You accuse me, in common with Universalists, of wishing to divert the public mind, from the etymology of aion. Such is not the fact. The admissions of our opposers, have rendered it unnecessary to investigate its etymology. Why need we do this, when they have unitedly said, we must determine its sense from its use? When we have met it therefore, our inquiry has been, does the scope of the subject require us to understand it as endless? And such I consider is the question which claims our attention in this discussion. Do not misunderstand me-I fear nothing from an inquiry into the etymology of aion.
You say, that the best critics, who have
written on the subject, teach that the etymological meaning of aion is endless. To test this remark, let us appeal to critics. Phavorinus says, it means, life, existence, eternity. Grove
defines it thus: eternity; an age, life; duration or continuance of time; a period; a revolution of ages; a dispensation of Providence; this world, or life; the world or life to come. Parkhurst defines it thus: duration or continuance of time, but with great variety. He then gives seven senses in which it is used, two signifying eternity and five a limited period. Jones is equally as favorable; he says, it means, everlasting age-eternity-eis ton aiona, forever--a period of time-age, life, the present world-the Jewish dispensation. Donnegan says: time; a space of time; life time, Odyss. 5. 152, and 160. life, Illiad. 22. 58. Hes. Seut. 331. the ordinary period of man's life, Homer and Pindar frequently the age of man, man's estate, Iliad. 24. 725., a long period of time-eternity. Schweighaeuser defines it thus: avum, vita, age, life. Valpey defines it, age, length of time. Hincks, defines it, a period of time, life, an age, the world, eternity; same as latin ævum, which was formed from it, by means of the digamma. Hedericus says, it means, ævum, æternitas, or age, eternity. Pickering gives the definition thus: an age, a long period of time, indefinite duration, time whether longer or shorter, past, present or future.Schrevilius gives the following: ævum, mun dus, sæculum, vita, or age, world, life.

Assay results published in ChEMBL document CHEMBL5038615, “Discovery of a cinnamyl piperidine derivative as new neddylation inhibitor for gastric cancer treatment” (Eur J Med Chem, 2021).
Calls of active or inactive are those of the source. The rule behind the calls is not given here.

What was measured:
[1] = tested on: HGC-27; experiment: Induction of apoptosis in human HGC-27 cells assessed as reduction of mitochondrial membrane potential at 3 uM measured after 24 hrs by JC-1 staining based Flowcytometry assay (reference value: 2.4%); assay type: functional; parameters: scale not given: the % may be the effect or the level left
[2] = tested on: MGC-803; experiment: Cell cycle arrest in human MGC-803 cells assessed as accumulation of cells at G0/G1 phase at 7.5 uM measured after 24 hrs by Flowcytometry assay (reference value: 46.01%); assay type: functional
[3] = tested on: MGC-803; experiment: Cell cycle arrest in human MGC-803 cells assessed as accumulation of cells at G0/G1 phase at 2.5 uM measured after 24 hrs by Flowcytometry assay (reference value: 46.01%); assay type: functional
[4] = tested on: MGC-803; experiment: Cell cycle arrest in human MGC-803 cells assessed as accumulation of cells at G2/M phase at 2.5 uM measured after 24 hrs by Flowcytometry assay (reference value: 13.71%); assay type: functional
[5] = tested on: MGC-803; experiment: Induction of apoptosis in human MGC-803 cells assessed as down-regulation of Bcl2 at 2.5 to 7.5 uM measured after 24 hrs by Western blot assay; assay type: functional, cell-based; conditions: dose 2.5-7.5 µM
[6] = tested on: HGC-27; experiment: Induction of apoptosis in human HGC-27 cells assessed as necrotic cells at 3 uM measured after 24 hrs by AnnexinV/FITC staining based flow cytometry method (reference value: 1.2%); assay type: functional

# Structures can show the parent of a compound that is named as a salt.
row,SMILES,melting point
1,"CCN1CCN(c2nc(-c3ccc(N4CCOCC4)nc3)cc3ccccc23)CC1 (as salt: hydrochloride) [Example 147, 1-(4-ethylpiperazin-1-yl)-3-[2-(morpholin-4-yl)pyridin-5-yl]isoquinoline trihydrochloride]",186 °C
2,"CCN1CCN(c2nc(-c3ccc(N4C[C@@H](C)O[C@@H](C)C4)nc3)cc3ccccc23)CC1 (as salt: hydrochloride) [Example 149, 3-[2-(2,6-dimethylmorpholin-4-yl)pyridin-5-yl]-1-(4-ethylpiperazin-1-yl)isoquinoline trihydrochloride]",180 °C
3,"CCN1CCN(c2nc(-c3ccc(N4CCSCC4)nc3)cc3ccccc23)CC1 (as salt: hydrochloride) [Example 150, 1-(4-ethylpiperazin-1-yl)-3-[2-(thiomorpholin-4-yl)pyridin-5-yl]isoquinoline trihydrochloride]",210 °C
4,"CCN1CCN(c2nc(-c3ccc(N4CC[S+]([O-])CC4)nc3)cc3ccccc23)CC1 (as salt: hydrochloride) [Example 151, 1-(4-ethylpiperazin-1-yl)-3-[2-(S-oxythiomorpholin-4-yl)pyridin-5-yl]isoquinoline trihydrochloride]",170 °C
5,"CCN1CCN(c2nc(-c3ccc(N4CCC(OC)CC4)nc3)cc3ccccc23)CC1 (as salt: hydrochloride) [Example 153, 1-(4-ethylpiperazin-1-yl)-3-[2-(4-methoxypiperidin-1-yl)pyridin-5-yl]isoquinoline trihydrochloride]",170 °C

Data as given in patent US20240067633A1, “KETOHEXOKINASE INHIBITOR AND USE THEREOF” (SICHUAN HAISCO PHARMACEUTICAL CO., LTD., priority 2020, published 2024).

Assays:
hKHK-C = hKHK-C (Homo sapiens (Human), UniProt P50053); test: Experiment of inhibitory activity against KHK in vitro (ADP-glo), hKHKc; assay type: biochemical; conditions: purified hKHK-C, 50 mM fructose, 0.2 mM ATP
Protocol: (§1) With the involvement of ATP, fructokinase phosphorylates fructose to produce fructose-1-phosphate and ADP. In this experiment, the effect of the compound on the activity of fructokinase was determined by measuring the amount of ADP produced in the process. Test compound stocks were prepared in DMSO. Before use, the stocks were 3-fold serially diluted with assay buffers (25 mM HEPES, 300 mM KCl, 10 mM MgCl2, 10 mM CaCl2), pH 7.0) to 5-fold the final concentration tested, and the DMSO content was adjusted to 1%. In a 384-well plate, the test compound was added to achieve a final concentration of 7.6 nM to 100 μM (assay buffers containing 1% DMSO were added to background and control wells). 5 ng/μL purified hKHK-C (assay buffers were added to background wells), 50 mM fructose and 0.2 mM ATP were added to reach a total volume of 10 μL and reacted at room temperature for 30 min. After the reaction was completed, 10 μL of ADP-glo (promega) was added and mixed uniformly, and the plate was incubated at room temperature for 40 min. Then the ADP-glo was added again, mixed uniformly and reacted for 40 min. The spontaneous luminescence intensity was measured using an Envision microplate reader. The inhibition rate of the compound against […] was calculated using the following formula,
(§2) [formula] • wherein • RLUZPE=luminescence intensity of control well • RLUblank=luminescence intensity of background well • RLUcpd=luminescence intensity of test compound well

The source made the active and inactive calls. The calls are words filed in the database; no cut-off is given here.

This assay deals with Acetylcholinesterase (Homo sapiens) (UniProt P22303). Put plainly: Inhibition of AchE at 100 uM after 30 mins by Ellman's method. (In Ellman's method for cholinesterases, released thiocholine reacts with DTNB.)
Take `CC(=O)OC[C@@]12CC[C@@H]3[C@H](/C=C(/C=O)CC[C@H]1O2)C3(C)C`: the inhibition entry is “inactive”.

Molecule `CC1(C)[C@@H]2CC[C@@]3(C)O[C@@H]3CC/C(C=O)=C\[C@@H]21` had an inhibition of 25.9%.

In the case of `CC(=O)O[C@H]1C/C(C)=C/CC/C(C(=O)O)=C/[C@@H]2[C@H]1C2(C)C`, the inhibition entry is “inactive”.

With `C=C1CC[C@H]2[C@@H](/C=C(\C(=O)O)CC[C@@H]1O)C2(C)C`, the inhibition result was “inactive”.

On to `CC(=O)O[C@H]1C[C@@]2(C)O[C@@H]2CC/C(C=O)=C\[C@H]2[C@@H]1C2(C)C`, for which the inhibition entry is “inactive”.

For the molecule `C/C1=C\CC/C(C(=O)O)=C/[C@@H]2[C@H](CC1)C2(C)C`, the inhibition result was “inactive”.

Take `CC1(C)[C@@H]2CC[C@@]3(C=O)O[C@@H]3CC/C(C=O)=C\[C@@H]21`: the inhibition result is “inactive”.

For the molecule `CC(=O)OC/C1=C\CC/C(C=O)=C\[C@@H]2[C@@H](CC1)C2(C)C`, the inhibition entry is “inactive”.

Such is the testimony of Lexicographers ; and it should fill you with shame at your partial quotations. From your article one would
infer, that aion invariably signifies eternity, when in fact, this is only one among six or seven senses. Now why this shuffling? Why not give the whole truth? For one, I like the whole story, let it cut where it may-I crave nothing from your good graces in this matter.
If we go back to the derivation of aion, we shall find your position still less tenable. It is formed from aei, and on.
On signifies being, but does not fix its duration. It is from eimi, to be-aei is from a inensitive, and eo, to be-a serves to augment the signification of eo, and has the force of very.Aei then, signifies a very long period, and as on adds nothing to it, time indefinite, or a very long time, is the etymological meaning of aion. Rose, in his Parkhurst, says: aei signifies, 1. always; as in Acts vii. 51. "Ye do always resist the Holy Ghost;" 2 Cor. vi. 10. "As sorrowful yet always rejoicing." 2. Always, ever, in a restrained sense; as in Mark xv. 8. "And the multitude desired him to do as he had ever done unto them." 3. Very frequently, continually, as in 2 Cor. iv. 11. "For we which live are always delivered unto death;" 2 Pet. i. 12. "to put always in remembrance" &c. In all these instances aei is used in a limited sense. How then can aion mean endless, when it derives its signification from aei?
Thus, Dear Sir, we see, that according to the etymology of aion, its "grammatical mean ing" is time indefinite or time to be determined by the connexion in which it stands. It is pro per therefore to say, the everlasting God and the everlasting hills; for aion is one of those words, which according to its etymology, may